Coastal Erosion

Coastal Erosion

The power of the sea has shaped Ireland’s coast into what we can see today. Two main processes are responsible for this; erosion and deposition. Coastal erosion is the breaking down and carrying away of materials by the sea. Deposition is when material carried by the sea is deposited or left behind on the coast.

Destructive Waves
Coastal erosion takes place with destructive waves. These destructive waves are very high in energy and are most powerful in stormy conditions. The swash is when a wave washes up onto the shoreline and the backwash is when the water from a wave retreats back into the sea. Destructive waves have stronger backwashes than swashes. This strong backwash pulls material away from the shoreline and into the sea resulting in erosion.

Constructive Waves
Constructive waves, on the other hand, are low energy waves that result in the build-up of material on the shoreline. Constructive waves are low energy and have stronger swashes than backwashes. This means that any material being carried by the sea is washed up and begins to build up along the coastline. The material that is deposited by constructive waves can most often be seen by the creation of beaches.

How Waves Erode
Destructive waves erode through four main processes; Hydraulic Action, Compression, Abrasion and Attrition.

Image credit: Jeff Hansen, U.S. Geological Survey.

Hydraulic Action

Hydraulic Action is the sheer force of water crashing against the coastline causing material to be dislodged and carried away by the sea.


Compression occurs in rocky areas when air enters into crack in rock. This air is trapped in cracks by the rising tide, as waves crash against the rock the air inside the crack is rapidly compressed and decompressed causing cracks to spread and pieces of rock to break off. Compression is one of the main processes that result in the creation of caves.

Abrasion is when rocks and other materials carried by the sea are picked up by strong waves and thrown against the coastline causing more material to be broken off and carried away by the sea.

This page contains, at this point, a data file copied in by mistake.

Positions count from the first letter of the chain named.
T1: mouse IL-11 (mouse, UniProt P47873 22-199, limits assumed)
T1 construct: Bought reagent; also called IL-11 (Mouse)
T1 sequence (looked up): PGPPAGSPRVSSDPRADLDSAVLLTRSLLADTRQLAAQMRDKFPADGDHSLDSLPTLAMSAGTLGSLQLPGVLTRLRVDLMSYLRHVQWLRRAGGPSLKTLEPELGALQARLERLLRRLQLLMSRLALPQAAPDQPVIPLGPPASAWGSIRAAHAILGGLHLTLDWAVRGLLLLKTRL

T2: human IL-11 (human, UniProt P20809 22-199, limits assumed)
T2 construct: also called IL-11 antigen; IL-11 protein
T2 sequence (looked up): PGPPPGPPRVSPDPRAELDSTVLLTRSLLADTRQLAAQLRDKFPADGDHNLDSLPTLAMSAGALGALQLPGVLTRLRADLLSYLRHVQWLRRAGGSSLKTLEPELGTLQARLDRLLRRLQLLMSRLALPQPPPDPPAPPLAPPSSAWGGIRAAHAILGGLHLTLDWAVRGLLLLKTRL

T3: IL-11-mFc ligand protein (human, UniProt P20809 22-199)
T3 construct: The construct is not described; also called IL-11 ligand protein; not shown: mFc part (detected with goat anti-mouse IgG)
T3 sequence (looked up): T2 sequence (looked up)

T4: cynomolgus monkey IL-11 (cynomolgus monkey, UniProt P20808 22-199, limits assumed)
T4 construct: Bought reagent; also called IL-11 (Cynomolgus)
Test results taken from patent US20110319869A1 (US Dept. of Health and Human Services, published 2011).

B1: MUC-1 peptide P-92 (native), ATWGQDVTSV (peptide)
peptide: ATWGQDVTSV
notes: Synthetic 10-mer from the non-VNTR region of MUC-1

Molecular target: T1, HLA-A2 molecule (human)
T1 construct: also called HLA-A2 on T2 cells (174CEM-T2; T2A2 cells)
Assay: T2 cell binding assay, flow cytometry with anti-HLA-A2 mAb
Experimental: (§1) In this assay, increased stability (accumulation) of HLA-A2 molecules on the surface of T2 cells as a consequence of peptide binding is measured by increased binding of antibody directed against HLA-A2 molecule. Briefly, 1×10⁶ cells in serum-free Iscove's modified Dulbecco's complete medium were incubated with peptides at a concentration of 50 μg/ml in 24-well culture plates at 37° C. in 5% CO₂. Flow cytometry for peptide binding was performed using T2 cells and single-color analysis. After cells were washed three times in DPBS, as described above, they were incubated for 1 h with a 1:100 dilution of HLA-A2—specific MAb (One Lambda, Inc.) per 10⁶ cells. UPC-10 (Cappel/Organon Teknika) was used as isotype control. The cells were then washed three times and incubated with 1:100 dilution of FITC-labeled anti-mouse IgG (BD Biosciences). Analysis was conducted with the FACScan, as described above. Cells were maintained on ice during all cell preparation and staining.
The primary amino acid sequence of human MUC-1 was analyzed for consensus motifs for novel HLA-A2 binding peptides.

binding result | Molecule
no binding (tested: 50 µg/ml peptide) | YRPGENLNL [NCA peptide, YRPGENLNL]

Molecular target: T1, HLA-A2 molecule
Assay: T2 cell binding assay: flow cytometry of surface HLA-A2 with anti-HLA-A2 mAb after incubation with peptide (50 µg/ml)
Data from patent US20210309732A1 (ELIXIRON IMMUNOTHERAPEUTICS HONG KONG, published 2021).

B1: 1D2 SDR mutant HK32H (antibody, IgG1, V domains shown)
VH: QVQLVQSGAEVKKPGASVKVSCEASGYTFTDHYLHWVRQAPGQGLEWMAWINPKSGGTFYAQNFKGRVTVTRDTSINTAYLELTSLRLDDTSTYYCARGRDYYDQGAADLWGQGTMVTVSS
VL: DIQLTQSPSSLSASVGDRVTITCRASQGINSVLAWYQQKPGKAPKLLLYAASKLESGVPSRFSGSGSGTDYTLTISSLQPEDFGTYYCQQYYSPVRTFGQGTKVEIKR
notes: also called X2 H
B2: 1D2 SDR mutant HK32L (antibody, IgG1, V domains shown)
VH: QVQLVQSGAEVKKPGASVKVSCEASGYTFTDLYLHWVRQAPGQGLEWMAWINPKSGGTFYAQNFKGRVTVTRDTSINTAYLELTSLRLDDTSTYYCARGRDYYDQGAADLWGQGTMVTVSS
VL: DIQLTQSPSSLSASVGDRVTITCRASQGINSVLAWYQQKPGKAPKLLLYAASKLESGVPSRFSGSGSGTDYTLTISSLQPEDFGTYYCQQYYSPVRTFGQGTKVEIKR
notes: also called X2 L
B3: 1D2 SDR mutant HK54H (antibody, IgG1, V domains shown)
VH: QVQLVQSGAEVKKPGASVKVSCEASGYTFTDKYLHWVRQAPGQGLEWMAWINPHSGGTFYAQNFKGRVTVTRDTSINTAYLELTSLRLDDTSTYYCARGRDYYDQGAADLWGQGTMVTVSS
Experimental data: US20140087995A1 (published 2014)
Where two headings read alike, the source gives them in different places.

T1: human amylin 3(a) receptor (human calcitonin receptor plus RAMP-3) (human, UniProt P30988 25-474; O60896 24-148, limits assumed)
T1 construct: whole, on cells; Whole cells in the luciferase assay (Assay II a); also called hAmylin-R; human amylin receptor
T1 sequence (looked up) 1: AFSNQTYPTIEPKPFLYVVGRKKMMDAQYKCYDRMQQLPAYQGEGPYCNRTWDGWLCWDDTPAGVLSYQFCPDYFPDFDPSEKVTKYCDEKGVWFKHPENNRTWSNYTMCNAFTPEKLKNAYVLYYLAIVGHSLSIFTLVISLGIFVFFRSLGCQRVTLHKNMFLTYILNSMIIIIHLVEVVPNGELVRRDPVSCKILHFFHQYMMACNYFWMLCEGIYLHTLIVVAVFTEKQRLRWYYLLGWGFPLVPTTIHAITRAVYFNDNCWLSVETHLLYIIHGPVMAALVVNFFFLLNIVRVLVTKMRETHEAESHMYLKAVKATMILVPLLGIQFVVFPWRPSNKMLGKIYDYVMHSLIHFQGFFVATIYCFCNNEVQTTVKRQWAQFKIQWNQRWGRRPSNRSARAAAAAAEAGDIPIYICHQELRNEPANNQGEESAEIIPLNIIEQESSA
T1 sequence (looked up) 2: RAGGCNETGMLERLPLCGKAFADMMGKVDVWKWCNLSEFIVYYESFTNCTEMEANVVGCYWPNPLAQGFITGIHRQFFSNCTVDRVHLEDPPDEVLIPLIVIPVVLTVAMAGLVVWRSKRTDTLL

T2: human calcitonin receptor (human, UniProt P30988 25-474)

Attrition is when material such as rocks and stones carried by waves hit and knock against each other wearing them down. As these materials are worn down sand and rounded beach pebbles are formed.

Sea cliffs are one of the clearest examples of sea erosion that we can see. Sea cliffs are steep faces of rock and soil that are formed by destructive waves. Waves crashing against the coastline erode until a notch is formed. The erosion of this notch undercuts the ground above it until it becomes unstable and collapses. This process repeats itself and the sea cliff will continue to retreat. Overtime a wave-cut platform will be formed in the sea just beneath the cliffs. This wave-cut platform will form at the low-tide level and is evidence of where the cliff face once stood before erosion caused the cliff face to retreat.

Sea Caves
Sea Caves form when cracks in rock at the base of cliffs are eroded and expanded by the sea. The processes of compression and hydraulic are key to the creation of sea caves.

Sea Arch
Sea Arches are formed when a cave continues to be eroded and expanded until it cuts right through a headland.

Sea Stack
A sea Stack forms when a sea arch continues to be eroded and widened until the rock becomes too weak to support the roof of the sea arch and collapses into the sea. The remaining pillar of rock is known as a sea stack.

Sea Stump
A sea stump is formed when a tall sea stack is eroded and worn down until it juts just above the surface of the sea.